There are more entrepreneurs now than ever before, with over 582 million entrepreneurs worldwide (and that number increasing everyday). Thanks to technology, people feel empowered to make money on their own without needing to rely on larger organizations.
Take the fitness industry for example. Before, personal trainers relied heavily on gyms to increase their exposure and attract new clients. Now, one of the most effective ways of growing a personal training business is to develop a following on social media. This shift is empowering trainers to start their own fitness business, independent of the need for a large gym or corporate entity.
And while they may not need a gym to attract clients anymore, they still need a space where they can train clients and create content. Rather than invest thousands of dollars into building their own gym, they can rent space in a shared fitness facility otherwise known as a micro-gym. We call it, co-fitness.
Crowded markets mean more differentiation and niche opportunities
There are now over tens of thousands of coworking spaces worldwide, with a compound annual growth rate of over 17%. As the market matures, aspiring owners and operators are looking for new ways to differentiate themselves.
One way of doing so is to niche down on what you offer and who you offer it to. Think of co-everything as an extension of the coworking niche.
For example, if you want to build a coworking space to attract entrepreneurs of consumer product good start-ups, you’ll need to offer amenities tailored specifically to their needs including logistics services, packaging, and content creation studios. This was the inspiration for co-warehousing.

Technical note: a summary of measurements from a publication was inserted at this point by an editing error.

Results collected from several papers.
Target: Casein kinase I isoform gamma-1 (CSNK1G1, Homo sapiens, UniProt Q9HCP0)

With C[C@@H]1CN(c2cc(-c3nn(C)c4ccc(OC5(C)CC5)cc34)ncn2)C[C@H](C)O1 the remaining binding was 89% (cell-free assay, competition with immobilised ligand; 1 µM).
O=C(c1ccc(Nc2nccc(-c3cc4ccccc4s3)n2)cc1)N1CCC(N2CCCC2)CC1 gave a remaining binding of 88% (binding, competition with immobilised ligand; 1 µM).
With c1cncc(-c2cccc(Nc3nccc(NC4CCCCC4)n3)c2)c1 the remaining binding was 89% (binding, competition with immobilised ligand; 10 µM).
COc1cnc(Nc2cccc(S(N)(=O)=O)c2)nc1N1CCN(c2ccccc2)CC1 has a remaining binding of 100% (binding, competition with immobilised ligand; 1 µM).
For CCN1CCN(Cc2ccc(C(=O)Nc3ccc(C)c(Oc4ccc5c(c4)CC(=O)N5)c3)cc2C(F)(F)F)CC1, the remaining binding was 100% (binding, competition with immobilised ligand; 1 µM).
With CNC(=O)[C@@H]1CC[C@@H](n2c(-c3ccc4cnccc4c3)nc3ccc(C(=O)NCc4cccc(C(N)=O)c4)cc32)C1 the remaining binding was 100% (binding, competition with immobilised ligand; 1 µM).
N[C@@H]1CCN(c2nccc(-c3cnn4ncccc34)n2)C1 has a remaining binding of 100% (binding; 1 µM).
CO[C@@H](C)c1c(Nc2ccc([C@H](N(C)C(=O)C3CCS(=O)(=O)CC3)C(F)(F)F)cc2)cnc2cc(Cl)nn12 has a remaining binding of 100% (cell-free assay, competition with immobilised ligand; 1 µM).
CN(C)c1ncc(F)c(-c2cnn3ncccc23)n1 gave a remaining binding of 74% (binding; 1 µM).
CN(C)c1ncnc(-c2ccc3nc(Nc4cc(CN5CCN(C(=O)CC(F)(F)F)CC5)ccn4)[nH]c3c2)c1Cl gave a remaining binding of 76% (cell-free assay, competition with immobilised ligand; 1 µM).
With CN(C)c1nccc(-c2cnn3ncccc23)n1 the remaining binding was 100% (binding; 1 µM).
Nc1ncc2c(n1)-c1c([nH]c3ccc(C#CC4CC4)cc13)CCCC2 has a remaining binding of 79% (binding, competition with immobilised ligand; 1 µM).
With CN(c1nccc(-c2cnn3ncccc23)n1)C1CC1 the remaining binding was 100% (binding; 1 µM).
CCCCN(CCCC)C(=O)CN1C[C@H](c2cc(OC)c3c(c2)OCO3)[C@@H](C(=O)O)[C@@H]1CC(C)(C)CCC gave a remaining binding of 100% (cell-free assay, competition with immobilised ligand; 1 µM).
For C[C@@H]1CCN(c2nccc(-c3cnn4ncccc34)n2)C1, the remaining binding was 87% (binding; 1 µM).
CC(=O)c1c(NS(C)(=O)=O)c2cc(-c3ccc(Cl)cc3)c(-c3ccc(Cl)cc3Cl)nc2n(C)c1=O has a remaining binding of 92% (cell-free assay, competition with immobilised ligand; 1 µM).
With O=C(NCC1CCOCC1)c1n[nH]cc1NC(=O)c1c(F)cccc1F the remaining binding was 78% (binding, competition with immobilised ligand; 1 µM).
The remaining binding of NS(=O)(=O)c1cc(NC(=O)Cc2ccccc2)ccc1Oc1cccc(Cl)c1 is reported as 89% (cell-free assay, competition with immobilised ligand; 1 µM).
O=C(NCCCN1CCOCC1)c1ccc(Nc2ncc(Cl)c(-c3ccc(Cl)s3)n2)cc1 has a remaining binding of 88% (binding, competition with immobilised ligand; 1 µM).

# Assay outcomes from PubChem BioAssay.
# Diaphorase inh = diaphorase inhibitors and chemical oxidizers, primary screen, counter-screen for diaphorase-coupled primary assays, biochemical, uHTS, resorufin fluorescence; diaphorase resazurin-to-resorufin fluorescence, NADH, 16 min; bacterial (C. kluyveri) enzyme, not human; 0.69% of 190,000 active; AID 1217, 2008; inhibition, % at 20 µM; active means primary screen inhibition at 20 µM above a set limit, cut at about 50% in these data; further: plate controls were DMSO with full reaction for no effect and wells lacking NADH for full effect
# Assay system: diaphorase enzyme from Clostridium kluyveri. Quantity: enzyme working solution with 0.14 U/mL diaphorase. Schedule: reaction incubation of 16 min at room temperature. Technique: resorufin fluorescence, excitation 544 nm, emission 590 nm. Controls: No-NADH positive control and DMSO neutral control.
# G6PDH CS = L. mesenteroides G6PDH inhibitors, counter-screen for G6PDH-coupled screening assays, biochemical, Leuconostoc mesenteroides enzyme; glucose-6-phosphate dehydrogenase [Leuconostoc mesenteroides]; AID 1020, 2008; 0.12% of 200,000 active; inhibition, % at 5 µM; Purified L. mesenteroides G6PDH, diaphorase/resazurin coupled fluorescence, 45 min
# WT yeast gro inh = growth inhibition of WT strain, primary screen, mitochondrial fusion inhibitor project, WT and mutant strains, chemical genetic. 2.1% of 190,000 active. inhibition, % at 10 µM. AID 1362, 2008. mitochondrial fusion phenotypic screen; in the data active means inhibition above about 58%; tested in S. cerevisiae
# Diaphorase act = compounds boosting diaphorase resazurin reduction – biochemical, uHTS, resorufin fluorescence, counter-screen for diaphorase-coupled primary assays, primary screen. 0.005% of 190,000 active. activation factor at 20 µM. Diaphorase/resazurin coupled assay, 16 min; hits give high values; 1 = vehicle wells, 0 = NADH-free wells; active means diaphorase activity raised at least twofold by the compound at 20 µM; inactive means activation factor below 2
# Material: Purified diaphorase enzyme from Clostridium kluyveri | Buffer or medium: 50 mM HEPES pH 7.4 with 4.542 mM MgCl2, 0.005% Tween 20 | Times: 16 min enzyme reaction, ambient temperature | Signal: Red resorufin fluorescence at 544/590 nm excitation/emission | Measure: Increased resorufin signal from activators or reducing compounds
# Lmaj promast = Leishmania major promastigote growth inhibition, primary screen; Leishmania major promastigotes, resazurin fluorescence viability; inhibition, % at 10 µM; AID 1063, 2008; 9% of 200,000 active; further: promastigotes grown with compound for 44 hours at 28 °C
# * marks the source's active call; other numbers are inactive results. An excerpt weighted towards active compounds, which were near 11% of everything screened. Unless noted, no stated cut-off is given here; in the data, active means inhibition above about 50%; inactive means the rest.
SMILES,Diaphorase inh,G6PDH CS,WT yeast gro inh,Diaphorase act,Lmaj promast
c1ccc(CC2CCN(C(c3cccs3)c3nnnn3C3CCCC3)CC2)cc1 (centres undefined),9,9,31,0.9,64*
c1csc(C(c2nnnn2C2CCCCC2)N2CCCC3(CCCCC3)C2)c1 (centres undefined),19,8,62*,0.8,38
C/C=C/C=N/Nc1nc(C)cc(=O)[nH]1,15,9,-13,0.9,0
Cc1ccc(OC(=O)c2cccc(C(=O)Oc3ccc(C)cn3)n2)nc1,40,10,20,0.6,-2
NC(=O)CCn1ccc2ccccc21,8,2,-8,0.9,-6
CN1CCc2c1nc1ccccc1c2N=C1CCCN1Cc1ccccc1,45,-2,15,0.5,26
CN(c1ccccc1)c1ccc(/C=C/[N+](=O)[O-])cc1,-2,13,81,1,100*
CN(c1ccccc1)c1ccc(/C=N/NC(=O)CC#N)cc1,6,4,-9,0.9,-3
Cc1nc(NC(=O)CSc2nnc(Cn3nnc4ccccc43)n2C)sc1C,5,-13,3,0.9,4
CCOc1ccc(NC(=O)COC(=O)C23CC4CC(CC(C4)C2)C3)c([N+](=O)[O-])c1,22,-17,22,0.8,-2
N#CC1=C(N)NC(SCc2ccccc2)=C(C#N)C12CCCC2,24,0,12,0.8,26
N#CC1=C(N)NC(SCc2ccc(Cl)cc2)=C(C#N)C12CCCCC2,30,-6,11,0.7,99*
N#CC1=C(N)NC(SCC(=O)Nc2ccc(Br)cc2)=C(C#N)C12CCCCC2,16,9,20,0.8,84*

Think of co-everything as niche coworking spaces specifically tailored for the audience that they serve.
Commercial spaces are sitting vacant
Hybrid and remote work has shifted the way we think about and use commercial office spaces. As the return to the office continues to dwindle, owners of commercial buildings are forced to rethink how their space is being used to maximize their earning potential.
Some lease holders and property owners have turned towards management agreements to start coworking spaces, and this trend is likely to rise.
Large space vacancies also create opportunities for other shared space models to step-in and make use of vacant spaces. For example, a vacant floor of an office building can be converted to health practitioner rooms and create a medical coworking facility, or co-medical.